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Chris Kreider accepts 'business side of things'

Rangers forward attends Smashfest prior to arbitration hearing

by Mike Brophy / NHL.com Correspondent

TORONTO -- New York Rangers forward Chris Kreider was here to play a little table tennis, but the ball he is really keeping his eye on is his contact negotiation.

The 25-year-old has an arbitration hearing set for Friday, and although he was trying his best to concentrate on his participation at the fifth annual Smashfest Charity Ping-Pong Challenge, he was bothered by his employment situation.

"I'm ambivalent," Kreider said. "I was looking forward to coming to this event regardless, so it is nice to come to Toronto either way. It would have been nice to get something done and go home a little earlier on Friday."

Smashfest, hosted by Rangers center Dominic Moore, has raised hundreds of thousands of dollars to support concussion and cancer research, according to the NHL Players' Association.

Kreider's 21 goals were fifth on the Rangers last season, and his 43 points were tied for fifth. He has 61 goals and 129 points in 248 regular-season games, and 20 goals and 33 points in 65 Stanley Cup Playoff games.

Moore believes Kreider has the potential to be one of the best power forwards in the NHL.

"Chris is the most explosive skater in the history of the NHL, in my opinion," Moore said. "He's a game-changer because he can break out and do amazing things because he is a freak athlete. Guys like that don't grow on trees. He has earned his way into being a valuable player in the League."

Former teammate Derick Brassard, who was traded to the Ottawa Senators on Monday, also spoke glowingly about Kreider, a 6-foot-3, 226-pound native of Boxford, Mass.

Video: TBL@NYR: Kreider shows off speed, buries a backhand

"Chris is very physically gifted," Brassard said. "He's one of the strongest guys in the League who has really good speed and a really good shot. Guys like him are really hard to find. I don't know what will happen with his contract, but the Rangers are lucky to have a player like him."

Playing with Kreider is one thing; playing against him is quite another. Florida Panthers defenseman Aaron Ekblad knows all about that. Ekblad is a strong, punishing defenseman whose job is to neutralize big opposing forwards like Kreider. The two have clashed in the past.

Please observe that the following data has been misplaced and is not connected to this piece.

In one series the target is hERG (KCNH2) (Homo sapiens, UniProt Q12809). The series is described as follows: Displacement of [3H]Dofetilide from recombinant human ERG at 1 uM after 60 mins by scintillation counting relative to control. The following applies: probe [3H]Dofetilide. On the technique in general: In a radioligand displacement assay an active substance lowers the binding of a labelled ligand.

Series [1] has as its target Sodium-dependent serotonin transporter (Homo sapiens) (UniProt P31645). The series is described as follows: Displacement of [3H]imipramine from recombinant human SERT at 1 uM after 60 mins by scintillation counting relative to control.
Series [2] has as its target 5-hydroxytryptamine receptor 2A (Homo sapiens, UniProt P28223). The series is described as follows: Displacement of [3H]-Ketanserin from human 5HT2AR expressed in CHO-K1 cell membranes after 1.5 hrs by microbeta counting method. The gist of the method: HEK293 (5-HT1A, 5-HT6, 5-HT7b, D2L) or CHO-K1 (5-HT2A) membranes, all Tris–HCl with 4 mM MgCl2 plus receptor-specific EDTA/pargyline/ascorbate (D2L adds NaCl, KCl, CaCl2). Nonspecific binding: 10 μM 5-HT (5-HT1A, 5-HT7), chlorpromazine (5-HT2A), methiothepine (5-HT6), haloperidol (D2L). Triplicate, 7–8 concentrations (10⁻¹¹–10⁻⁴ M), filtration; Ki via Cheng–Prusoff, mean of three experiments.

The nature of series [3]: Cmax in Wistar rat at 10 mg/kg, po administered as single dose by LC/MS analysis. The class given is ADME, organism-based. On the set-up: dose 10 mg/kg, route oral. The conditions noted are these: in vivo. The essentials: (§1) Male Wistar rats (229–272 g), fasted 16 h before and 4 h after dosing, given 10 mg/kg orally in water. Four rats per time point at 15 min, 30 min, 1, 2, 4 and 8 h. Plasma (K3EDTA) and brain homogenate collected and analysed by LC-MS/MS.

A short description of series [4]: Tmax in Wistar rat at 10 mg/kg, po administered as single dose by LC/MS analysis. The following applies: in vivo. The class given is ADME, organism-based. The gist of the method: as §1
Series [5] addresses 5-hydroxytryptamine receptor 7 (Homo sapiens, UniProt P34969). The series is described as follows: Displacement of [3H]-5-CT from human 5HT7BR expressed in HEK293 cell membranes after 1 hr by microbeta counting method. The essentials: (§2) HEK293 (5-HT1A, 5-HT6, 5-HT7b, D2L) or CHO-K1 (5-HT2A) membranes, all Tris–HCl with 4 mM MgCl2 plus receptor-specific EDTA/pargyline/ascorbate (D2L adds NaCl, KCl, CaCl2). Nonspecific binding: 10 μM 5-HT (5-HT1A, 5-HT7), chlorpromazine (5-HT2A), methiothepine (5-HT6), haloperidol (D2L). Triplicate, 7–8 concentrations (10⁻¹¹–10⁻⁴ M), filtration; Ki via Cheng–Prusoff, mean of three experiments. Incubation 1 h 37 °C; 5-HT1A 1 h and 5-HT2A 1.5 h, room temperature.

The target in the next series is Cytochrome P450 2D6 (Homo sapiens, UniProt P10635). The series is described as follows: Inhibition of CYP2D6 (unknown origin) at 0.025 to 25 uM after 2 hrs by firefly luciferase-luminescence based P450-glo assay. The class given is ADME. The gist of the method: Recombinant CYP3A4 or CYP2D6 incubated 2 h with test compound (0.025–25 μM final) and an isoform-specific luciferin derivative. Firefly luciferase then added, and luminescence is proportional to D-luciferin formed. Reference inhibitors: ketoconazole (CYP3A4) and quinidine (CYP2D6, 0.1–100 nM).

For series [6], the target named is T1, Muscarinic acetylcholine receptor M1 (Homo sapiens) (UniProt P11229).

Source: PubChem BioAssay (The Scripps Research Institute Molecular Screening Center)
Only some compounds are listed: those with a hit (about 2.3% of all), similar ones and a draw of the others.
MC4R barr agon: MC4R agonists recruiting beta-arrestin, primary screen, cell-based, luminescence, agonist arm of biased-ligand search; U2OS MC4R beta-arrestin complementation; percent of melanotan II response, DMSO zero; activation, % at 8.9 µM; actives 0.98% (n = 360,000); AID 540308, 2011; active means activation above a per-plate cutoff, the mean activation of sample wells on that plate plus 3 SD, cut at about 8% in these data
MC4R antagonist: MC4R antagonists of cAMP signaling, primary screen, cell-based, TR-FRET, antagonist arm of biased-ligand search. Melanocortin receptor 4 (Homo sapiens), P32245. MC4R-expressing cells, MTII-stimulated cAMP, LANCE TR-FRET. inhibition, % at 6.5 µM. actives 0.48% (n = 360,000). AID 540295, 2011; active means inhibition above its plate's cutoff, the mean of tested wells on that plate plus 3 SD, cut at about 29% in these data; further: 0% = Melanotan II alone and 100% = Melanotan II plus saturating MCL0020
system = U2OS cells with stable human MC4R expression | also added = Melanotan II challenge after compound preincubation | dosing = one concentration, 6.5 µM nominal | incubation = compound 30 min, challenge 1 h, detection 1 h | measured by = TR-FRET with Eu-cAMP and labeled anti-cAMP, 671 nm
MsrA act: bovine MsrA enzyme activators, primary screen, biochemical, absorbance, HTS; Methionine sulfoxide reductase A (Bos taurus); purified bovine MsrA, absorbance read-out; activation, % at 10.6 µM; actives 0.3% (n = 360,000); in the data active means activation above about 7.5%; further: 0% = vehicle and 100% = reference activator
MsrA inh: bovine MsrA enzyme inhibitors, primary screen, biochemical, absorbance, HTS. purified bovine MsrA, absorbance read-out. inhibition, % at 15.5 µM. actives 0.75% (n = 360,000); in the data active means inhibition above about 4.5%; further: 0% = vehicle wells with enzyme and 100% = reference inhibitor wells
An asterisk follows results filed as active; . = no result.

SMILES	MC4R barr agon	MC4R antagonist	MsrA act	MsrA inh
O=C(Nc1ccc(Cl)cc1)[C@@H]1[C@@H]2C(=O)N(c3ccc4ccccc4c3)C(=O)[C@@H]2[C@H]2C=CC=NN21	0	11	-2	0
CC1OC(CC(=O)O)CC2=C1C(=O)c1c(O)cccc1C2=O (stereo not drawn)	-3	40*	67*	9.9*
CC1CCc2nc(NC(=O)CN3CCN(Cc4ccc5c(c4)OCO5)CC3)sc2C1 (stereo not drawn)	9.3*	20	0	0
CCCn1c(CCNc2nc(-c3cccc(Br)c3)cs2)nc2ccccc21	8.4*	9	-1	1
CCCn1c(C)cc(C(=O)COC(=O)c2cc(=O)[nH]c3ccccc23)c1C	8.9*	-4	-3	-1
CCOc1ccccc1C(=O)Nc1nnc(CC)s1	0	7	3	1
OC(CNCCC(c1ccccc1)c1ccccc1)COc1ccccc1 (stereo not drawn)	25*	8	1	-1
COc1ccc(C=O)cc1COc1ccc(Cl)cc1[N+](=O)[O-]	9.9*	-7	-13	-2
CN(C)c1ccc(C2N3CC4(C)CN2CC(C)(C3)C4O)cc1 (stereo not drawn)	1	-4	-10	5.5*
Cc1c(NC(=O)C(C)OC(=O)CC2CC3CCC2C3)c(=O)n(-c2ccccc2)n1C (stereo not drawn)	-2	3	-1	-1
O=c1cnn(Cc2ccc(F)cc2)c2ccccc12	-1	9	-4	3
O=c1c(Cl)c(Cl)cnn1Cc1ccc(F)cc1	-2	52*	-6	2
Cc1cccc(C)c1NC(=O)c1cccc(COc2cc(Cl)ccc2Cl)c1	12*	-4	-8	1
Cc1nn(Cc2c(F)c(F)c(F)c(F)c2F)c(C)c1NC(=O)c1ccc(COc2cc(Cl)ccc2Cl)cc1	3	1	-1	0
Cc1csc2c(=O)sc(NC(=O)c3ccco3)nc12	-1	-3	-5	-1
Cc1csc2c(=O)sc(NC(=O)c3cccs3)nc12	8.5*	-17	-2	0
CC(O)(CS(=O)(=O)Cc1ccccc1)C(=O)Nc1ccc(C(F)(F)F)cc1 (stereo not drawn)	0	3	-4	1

"He is fast and one of the best-built players in the NHL," Ekblad said. "He hits hard and he plays the game at a high pace. He is very difficult to play against."

Kreider avoided arbitration on his previous contract when he signed for two years and $4.95 million on July 23, 2014, when he had a hearing scheduled. He acknowledged his contract could once again be completed just before his hearing Friday, but if that does not happen, it's not something that will keep him awake all night.

"I have already been to this point once, on my last contract, and I didn't have much of a sense then if I'd avoid arbitration," Kreider said. "I don't have much of a sense now. There's nothing I can do except play a little pingpong and hang out with (former teammates) Cam Talbot and Derick Brassard."

The 19th pick in the 2009 NHL Draft is happy with what he has accomplished in his career but believes he can take his game to another level.

"Hopefully, I am just scratching the surface," Kreider said. "I am of the mindset that I am trying to get better every single day. I guess if you are not improving, there's no point of doing it."

Kreider assumes he will be with the Rangers next season and is looking forward to improving on their disappointing 2016 postseason, which ended with a five-game loss in the Eastern Conference First Round to the eventual Stanley Cup champion Pittsburgh Penguins.

"We're not happy with the way the year ended," Kreider said. "It's a what-have-you-done-for-me-lately business, right? Obviously, only one team can win every year which means everybody else is not happy."

Regardless of what unfolds, Kreider said he has a firm grip on his future moving forward.

"I guess it's just part of the process," Kreider said. "You can't let the business side of things frustrate you."

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